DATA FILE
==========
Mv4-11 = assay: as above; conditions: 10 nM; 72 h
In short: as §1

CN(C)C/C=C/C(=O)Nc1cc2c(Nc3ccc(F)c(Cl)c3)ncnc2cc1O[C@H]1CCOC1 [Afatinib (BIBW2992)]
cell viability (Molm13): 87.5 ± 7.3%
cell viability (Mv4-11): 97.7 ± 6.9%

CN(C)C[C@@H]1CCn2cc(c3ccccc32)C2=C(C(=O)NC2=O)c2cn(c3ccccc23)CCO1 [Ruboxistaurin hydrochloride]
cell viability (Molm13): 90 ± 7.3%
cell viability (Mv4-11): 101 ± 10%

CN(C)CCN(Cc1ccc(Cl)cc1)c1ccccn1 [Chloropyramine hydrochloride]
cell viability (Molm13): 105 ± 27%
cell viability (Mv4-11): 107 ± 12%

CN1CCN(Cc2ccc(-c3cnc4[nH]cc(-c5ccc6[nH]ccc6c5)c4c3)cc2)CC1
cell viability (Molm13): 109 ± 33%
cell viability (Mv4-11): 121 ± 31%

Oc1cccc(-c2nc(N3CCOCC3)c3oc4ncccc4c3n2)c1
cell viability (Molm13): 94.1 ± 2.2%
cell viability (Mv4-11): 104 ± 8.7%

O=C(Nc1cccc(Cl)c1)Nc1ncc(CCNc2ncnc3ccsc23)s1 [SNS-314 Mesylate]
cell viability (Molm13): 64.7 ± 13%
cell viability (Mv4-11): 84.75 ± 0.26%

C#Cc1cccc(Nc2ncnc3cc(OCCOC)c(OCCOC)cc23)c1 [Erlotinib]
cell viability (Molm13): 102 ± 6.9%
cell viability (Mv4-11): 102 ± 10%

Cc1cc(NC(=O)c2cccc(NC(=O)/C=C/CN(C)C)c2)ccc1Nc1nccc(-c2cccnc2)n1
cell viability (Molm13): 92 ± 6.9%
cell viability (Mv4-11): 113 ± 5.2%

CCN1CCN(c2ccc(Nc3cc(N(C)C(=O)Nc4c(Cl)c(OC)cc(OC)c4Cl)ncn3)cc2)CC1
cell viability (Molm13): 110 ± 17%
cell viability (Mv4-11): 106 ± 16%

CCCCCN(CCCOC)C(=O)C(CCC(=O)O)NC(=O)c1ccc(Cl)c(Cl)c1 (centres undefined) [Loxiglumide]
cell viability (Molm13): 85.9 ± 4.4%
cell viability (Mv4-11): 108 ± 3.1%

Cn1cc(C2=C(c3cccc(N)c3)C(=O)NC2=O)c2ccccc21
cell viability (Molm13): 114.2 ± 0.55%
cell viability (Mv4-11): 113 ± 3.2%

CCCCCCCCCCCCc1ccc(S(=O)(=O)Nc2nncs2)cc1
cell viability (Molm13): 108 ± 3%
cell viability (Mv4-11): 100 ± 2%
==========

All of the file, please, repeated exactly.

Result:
Mv4-11 = assay: as above; conditions: 10 nM; 72 h
In short: as §1

CN(C)C/C=C/C(=O)Nc1cc2c(Nc3ccc(F)c(Cl)c3)ncnc2cc1O[C@H]1CCOC1 [Afatinib (BIBW2992)]
cell viability (Molm13): 87.5 ± 7.3%
cell viability (Mv4-11): 97.7 ± 6.9%

CN(C)C[C@@H]1CCn2cc(c3ccccc32)C2=C(C(=O)NC2=O)c2cn(c3ccccc23)CCO1 [Ruboxistaurin hydrochloride]
cell viability (Molm13): 90 ± 7.3%
cell viability (Mv4-11): 101 ± 10%

CN(C)CCN(Cc1ccc(Cl)cc1)c1ccccn1 [Chloropyramine hydrochloride]
cell viability (Molm13): 105 ± 27%
cell viability (Mv4-11): 107 ± 12%

CN1CCN(Cc2ccc(-c3cnc4[nH]cc(-c5ccc6[nH]ccc6c5)c4c3)cc2)CC1
cell viability (Molm13): 109 ± 33%
cell viability (Mv4-11): 121 ± 31%

Oc1cccc(-c2nc(N3CCOCC3)c3oc4ncccc4c3n2)c1
cell viability (Molm13): 94.1 ± 2.2%
cell viability (Mv4-11): 104 ± 8.7%

O=C(Nc1cccc(Cl)c1)Nc1ncc(CCNc2ncnc3ccsc23)s1 [SNS-314 Mesylate]
cell viability (Molm13): 64.7 ± 13%
cell viability (Mv4-11): 84.75 ± 0.26%

C#Cc1cccc(Nc2ncnc3cc(OCCOC)c(OCCOC)cc23)c1 [Erlotinib]
cell viability (Molm13): 102 ± 6.9%
cell viability (Mv4-11): 102 ± 10%

Cc1cc(NC(=O)c2cccc(NC(=O)/C=C/CN(C)C)c2)ccc1Nc1nccc(-c2cccnc2)n1
cell viability (Molm13): 92 ± 6.9%
cell viability (Mv4-11): 113 ± 5.2%

CCN1CCN(c2ccc(Nc3cc(N(C)C(=O)Nc4c(Cl)c(OC)cc(OC)c4Cl)ncn3)cc2)CC1
cell viability (Molm13): 110 ± 17%
cell viability (Mv4-11): 106 ± 16%

CCCCCN(CCCOC)C(=O)C(CCC(=O)O)NC(=O)c1ccc(Cl)c(Cl)c1 (centres undefined) [Loxiglumide]
cell viability (Molm13): 85.9 ± 4.4%
cell viability (Mv4-11): 108 ± 3.1%

Cn1cc(C2=C(c3cccc(N)c3)C(=O)NC2=O)c2ccccc21
cell viability (Molm13): 114.2 ± 0.55%
cell viability (Mv4-11): 113 ± 3.2%

CCCCCCCCCCCCc1ccc(S(=O)(=O)Nc2nncs2)cc1
cell viability (Molm13): 108 ± 3%
cell viability (Mv4-11): 100 ± 2%